1.2.2 Cold fronts
What is a Cold Front?
A cold front occurs at the leading edge of a cold air mass that is moving to replace a warmer air mass.
Diagram showing a cold air front. The cold air mass is moving to replace the warmer air mass and at the boundary a cold front forms.
These different air masses do not mix because they have different temperatures and densities. As the cold front develops the warm air ahead of the front is pushed up over the top of the cold air. This happens because the warm air is lighter (less dense) than the cold air. You often see clouds forming at a cold front. This is because as the warm air rises, it cools and moisture in the air condenses. Clouds are masses of cool, condensed air.
Fronts can be several hundred kilometres in width. The air behind a cold front is cooler than the air in front of it. If a cold front passed overhead when you were standing outside, then you would feel the air cooling down. The air would also be dryer than before.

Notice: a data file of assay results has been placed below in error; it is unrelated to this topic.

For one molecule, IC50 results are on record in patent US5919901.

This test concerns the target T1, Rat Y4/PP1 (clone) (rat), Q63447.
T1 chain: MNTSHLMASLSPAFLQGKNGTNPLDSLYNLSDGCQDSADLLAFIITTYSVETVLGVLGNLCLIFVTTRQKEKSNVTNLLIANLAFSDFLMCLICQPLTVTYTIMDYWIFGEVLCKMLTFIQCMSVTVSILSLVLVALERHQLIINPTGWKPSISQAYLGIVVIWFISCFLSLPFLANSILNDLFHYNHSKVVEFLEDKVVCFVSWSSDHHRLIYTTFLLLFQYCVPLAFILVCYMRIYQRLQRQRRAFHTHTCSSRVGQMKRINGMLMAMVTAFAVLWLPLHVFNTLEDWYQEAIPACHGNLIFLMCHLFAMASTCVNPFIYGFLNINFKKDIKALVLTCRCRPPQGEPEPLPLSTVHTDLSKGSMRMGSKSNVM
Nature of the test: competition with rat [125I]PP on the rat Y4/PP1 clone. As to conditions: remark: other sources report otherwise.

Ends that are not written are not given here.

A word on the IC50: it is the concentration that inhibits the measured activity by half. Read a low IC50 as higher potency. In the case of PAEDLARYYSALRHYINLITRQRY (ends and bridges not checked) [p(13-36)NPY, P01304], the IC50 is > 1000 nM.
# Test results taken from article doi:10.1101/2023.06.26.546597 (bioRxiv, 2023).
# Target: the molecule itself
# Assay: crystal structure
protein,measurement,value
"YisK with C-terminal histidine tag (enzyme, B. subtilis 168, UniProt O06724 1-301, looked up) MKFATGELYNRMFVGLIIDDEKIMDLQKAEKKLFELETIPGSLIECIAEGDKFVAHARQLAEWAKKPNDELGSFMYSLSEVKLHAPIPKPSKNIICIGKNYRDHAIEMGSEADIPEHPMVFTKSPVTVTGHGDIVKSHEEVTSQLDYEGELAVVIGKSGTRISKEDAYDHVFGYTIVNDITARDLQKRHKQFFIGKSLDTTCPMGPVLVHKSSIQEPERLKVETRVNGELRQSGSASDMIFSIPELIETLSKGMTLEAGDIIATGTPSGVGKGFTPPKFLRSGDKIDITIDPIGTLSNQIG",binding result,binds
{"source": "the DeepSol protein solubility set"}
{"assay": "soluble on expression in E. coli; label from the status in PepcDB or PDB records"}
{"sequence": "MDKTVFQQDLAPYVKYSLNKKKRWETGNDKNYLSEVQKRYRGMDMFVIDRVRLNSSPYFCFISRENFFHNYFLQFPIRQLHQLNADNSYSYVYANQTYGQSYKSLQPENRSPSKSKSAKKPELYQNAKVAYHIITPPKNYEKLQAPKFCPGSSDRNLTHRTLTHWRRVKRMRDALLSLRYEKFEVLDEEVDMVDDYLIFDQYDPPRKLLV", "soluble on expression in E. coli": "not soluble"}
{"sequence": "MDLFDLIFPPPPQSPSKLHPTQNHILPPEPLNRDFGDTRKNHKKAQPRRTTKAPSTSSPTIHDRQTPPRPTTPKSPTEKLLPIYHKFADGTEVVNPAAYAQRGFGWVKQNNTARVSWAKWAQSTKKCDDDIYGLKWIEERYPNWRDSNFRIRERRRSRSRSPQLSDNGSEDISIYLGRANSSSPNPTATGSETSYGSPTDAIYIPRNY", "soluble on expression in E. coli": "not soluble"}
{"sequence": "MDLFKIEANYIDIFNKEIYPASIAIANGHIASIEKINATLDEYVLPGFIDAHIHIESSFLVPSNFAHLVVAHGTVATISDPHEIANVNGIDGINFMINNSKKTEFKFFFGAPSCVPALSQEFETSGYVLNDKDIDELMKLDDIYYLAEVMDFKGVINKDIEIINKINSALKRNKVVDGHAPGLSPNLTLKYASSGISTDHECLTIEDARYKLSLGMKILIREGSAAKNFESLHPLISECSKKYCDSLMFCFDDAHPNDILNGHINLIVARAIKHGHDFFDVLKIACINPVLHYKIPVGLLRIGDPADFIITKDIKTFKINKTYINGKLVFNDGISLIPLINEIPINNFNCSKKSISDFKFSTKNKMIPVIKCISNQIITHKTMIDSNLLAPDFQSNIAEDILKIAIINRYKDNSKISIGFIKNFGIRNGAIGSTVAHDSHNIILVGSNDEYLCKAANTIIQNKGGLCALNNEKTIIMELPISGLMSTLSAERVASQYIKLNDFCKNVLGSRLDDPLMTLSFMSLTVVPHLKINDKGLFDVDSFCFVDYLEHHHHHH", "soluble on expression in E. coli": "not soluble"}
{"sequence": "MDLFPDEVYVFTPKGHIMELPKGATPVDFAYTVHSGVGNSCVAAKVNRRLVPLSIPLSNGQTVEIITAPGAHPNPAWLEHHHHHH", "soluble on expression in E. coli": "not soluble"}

The weather maps below will help you understand how to recognise a cold front.
A cold front over the UK on the 24th December 1997
This chart shows a cold front over the UK on the 24th December 1997. The front is the black line with the triangular lumps on it. It travels in the direction of the wind - in this case west to east. You can see that the weather conditions ahead of and behind the front are different.
We said before that the air temperatures ahead of the cold front are usually warmer than the temperature behind the cold front. We can see the difference on this map.
Symbols on the map